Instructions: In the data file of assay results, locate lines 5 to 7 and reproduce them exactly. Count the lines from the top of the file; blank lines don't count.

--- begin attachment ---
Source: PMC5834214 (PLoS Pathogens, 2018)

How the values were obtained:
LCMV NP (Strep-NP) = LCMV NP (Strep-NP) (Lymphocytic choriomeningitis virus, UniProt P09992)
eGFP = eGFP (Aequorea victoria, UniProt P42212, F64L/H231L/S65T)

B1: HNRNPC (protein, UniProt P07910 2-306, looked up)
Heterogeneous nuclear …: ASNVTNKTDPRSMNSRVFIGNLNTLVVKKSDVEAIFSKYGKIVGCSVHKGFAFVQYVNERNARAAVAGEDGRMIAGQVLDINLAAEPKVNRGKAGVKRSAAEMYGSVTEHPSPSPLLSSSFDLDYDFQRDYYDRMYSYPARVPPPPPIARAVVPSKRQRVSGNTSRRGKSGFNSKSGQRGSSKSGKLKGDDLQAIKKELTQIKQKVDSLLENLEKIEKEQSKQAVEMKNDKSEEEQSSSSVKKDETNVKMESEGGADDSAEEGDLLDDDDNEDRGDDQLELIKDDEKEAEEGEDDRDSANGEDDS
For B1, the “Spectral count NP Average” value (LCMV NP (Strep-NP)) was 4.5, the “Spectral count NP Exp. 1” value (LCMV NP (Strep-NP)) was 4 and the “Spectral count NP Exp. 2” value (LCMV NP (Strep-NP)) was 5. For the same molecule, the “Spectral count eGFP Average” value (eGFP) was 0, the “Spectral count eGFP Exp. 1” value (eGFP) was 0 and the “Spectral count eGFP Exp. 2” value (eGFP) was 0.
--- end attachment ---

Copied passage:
B1: HNRNPC (protein, UniProt P07910 2-306, looked up)
Heterogeneous nuclear …: ASNVTNKTDPRSMNSRVFIGNLNTLVVKKSDVEAIFSKYGKIVGCSVHKGFAFVQYVNERNARAAVAGEDGRMIAGQVLDINLAAEPKVNRGKAGVKRSAAEMYGSVTEHPSPSPLLSSSFDLDYDFQRDYYDRMYSYPARVPPPPPIARAVVPSKRQRVSGNTSRRGKSGFNSKSGQRGSSKSGKLKGDDLQAIKKELTQIKQKVDSLLENLEKIEKEQSKQAVEMKNDKSEEEQSSSSVKKDETNVKMESEGGADDSAEEGDLLDDDDNEDRGDDQLELIKDDEKEAEEGEDDRDSANGEDDS
For B1, the “Spectral count NP Average” value (LCMV NP (Strep-NP)) was 4.5, the “Spectral count NP Exp. 1” value (LCMV NP (Strep-NP)) was 4 and the “Spectral count NP Exp. 2” value (LCMV NP (Strep-NP)) was 5. For the same molecule, the “Spectral count eGFP Average” value (eGFP) was 0, the “Spectral count eGFP Exp. 1” value (eGFP) was 0 and the “Spectral count eGFP Exp. 2” value (eGFP) was 0.